First Lines: I wasn’t with Finny on that August night, but my imagination has burned the scene in my mind so that it feels like a memory.
I got this for Christmas last year, if I remember correctly. And, like I do almost every book I own, I kept putting it off for library books or something. It just finally got to the point where I had to read it. It had a high rating and I wanted to know if it was really that good. I have read it. Cue the marching band.
Since mystery is kind of a big part of this book, I want to copy the summary: I wasn’t with Finn on that August night. But I should’ve been. It was raining, of course. And he and Sylvie were arguing as he drove down the slick road. No one ever says what they were arguing about. Other people think it’s not important. They do not know there is another story. The story that lurks between the facts. What they do not know—the cause of the argument—is crucial.
So let me tell you…
First of all, the characters were pretty spectacular. Our narrator, Autumn, is a unique girl. She has a lot of quirks and she doesn’t want to blend in with the rest of the students at school. She enjoys being different and I liked her for being strong enough to embrace that. I also really liked Finny. Shy, easily embarrassed Finny. I’m not sure he ever had an enemy. He was just charming without even trying to be, and that was awesome. He stole my heart.
The timeline of this story takes place over something like 6 years, which really helped develop the characters and the relationships between them. I normally don’t like stories that do that (because they feel drawn out), but this was paced really well. It’s like seeing snapshots of their lives, the highlight reel. But it wasn’t too fast paced either. And nothing was super suspenseful/exciting besides the ending. But…that just made it feel more like life, the way it’s ordinary and moderately exciting a few times a year. Does that make sense?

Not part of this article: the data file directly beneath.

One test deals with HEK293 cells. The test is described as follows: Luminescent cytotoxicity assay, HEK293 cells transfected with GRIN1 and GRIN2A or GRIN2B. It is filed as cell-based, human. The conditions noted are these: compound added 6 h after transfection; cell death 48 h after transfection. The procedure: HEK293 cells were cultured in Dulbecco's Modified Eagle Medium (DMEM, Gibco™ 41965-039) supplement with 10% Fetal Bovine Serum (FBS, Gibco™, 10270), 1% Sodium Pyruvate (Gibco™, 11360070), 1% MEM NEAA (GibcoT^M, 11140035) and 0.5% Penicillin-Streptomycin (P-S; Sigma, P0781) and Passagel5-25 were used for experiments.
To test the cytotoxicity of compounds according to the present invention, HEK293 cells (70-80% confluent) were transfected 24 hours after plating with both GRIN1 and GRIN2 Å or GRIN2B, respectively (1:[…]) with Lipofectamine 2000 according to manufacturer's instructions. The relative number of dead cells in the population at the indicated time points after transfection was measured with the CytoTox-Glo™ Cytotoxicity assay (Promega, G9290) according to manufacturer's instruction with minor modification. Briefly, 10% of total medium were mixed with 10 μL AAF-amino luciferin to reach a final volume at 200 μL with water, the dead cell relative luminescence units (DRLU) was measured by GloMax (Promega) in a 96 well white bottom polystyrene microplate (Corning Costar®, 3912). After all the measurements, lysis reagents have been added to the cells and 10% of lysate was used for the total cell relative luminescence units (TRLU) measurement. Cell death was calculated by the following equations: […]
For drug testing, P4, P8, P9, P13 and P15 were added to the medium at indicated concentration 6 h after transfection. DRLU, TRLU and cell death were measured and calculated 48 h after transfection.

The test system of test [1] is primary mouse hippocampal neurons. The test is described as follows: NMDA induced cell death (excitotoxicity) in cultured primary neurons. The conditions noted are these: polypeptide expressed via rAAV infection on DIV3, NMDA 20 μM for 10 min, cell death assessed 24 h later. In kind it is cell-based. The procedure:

There were some really good themes in this story, like how it’s ok to be different and be who you are. Or like how you can be blind to things right in front of you. There was enough time in the story to develop all of these really well.
But I’m really conflicted about what I think of the ending. It was sad and beautiful and tragic all at once and Taylor Swift’s already written a song about that. (Bad joke…) I can appreciate it for how it changed the story, but it nearly destroyed the opinion I had of Autumn. That sucked. So I liked it, but I didn’t.
It really was a lovely story, in the end. Great themes, great characters. And it was really easy to read. My only regret is that I can never ever ever keep it in a classroom without parents wanting my head on a pike. Some topics…not school appropriate.